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The War Zone (English Edition)
 
 

The War Zone (English Edition) [Kindle Edition]

Alexander Stuart

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  • Sprache: Englisch

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Produktbeschreibungen

Kurzbeschreibung

Compared by Time Out magazine to a contemporary Catcher in the Rye, Alexander Stuart's The War Zone was chosen as Best Novel of the Year for Britain's prestigious Whitbread Prize when it was first published. It was instantly stripped of the award - amid much controversy among the judges - due to the novel's uncompromising yet sometimes ironic portrayal of incest and adolescent fury.

The War Zone follows its teenage narrator, Tom, whose world is torn apart as he stumbles upon a complex and intensely abusive relationship between his older sister, Jessie, and their father.

The novel has been published in eight languages and was turned into a multi-award-winning film, directed by Oscar-nominated actor/director, Tim Roth.

This newly revised and updated 20th Anniversary Edition includes an Afterword by Tim Roth, explaining what drew him to this controversial subject matter. It also contains both the original British and American opening chapters of the book, Alexander Stuart's diary of the making of the film, and an introduction that includes a remarkable letter from Anthony Burgess, author of A Clockwork Orange.

"From the novel's first scene, the material is explosive" - The New York Times Book Review

"Stunning...mysterious and deeply moving" - The Observer, London

"The Catcher in the Rye of the 90s" - Time Out, London

Produktinformation


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5.0 von 5 Sternen Stepping Into the War Zone 24. November 2009
Von UncompletedWork - Veröffentlicht auf Amazon.com
Despite the storied 20 year history of both the novel and subsequent movie, I was ignorant of its existence.

And quite a history The War Zone has; the novel was stripped of the Whitbread Prize (now the Costa book awards.) An event that Stuart himself credits as far more helpful in promotion of his book than perhaps just receiving the award itself. Script adaptations of The War Zone by Stuart number in the tens, and it seemed a successful film adaptation would remain in "development hell" for all eternity.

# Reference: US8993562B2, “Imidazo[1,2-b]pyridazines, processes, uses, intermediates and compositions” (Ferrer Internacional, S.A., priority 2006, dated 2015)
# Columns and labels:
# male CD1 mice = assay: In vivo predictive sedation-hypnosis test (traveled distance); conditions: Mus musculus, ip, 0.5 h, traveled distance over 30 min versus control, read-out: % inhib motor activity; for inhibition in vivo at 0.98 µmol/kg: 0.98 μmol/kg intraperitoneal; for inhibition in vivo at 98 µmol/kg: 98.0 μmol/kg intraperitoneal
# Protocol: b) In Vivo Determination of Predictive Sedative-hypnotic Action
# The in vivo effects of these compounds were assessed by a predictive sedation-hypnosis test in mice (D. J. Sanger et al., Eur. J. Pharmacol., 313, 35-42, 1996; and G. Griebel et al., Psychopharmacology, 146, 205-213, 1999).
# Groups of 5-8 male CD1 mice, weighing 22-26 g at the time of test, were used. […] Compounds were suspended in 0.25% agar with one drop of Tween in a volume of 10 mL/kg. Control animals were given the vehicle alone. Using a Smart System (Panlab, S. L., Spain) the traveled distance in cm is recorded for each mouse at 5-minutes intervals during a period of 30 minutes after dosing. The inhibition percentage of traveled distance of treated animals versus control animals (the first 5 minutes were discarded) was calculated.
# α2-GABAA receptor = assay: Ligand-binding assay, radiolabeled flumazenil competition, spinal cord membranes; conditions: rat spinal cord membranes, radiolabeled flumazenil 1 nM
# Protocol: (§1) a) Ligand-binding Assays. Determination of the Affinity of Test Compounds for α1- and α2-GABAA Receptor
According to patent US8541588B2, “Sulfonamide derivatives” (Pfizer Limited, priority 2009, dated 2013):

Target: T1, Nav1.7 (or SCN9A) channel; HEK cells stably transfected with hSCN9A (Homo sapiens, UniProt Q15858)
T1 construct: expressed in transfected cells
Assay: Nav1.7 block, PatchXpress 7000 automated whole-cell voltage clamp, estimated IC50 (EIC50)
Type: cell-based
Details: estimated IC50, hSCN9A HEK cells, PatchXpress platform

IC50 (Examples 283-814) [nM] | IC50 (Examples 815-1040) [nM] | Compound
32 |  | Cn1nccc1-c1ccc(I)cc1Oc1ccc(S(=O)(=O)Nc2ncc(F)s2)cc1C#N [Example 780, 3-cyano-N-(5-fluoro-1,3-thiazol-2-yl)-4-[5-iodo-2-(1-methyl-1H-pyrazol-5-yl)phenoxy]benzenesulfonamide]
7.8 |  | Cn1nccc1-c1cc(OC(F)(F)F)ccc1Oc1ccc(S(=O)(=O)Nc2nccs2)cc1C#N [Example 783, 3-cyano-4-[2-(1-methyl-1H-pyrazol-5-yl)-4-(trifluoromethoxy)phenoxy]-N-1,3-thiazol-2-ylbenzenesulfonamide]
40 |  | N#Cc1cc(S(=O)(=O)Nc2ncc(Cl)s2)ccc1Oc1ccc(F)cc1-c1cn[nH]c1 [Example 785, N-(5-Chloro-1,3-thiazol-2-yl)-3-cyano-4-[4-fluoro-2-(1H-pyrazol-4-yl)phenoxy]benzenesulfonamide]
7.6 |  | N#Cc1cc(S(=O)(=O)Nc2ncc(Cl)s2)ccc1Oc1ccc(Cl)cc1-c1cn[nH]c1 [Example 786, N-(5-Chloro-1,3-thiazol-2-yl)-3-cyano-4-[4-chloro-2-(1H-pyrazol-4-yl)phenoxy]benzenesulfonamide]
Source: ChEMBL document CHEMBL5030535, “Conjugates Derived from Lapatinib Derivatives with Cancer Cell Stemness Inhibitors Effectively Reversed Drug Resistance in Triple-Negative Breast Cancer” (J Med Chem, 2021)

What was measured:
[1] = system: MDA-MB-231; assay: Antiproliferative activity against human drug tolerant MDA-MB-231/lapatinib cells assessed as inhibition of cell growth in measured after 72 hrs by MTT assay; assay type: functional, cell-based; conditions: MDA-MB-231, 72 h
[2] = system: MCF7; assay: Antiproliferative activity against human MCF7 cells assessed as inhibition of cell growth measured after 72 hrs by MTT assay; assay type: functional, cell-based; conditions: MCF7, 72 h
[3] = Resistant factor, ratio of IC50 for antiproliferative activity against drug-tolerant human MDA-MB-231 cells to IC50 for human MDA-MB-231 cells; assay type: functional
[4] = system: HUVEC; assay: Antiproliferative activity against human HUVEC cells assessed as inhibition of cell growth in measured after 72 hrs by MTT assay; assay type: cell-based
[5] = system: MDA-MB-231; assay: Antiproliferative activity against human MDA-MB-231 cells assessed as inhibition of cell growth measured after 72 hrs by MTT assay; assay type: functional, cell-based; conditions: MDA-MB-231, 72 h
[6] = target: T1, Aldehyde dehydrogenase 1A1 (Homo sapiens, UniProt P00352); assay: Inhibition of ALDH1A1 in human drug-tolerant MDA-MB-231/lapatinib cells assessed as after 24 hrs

The War Zone is a dark, unwavering narrative filled with elegant prose. A book oft touted as about incest and abuse, was to me, a deep and layered texture about middle-class suburban despondence. The true disconnectedness and alienation that is male adolescence (I've been there!) is compounded by a world spiraling out of control. As a reader, the comfort of familiarity is ripped away as an impending sense of dread and uneasiness builds. To be inside the head of a young boy, Tom, surprisingly evoked more pity than sympathy. All of Tom's innocence, his childhood, become forever stained by the knowledge of his father's sexual abuse of his sister Jessica. As I read, my mind stiffened. I braced for impending impact, almost certain of its trajectory. And suddenly, what I knew, was not what I knew. Tom's fear and his inability to change the outcome of even his own life paralyzes the reader.

The bleak and muted English countryside enraptured me. Even though I've never been to the United Kingdom, Stuart conjures a middle class moroseness that I'm all too familiar with here in the States. I enjoyed the subtle, stifled elements of the world. There is a realness and depth that is unnerving.

In literature and film, victims of sexual abuse are too often painted as helpless and subdued, call it the "lifetime movie effect." Here, Jessica presents as a strong character, and even appears to instigate sexual encounters with her father. While it is clear Jessica is the victim of sexual abuse, The War Zone paints in shades of grey. In an unflinchingly real look at sexual abuse, the reader is left with a conflicted view of the `relationship' - Does Jessica truly believe she is having sex with her father of her own volition? Or is she so emotionally damaged that her only way to cope with this terrible abuse is to somehow to claim it as her own?

As I read, I was reminded of my first read of Anthony Burgess` A Clockwork Orange. A book in which the most utterly taboo things were explored in an equally unflinching light. As a younger reader I was shocked and delighted at the shifts and turns it offered. Like The War Zone; Clockwork haunted me long after I set it down.

For me, this was a deeply personal book. Some may ask "how could you enjoy something with such a horrid subject matter?" I'm not sure I have an exact answer to that. There is nothing 'feel good' about it. And yet, I found it captivating and meaningful. The War Zone has found a permanent place on my bookshelf.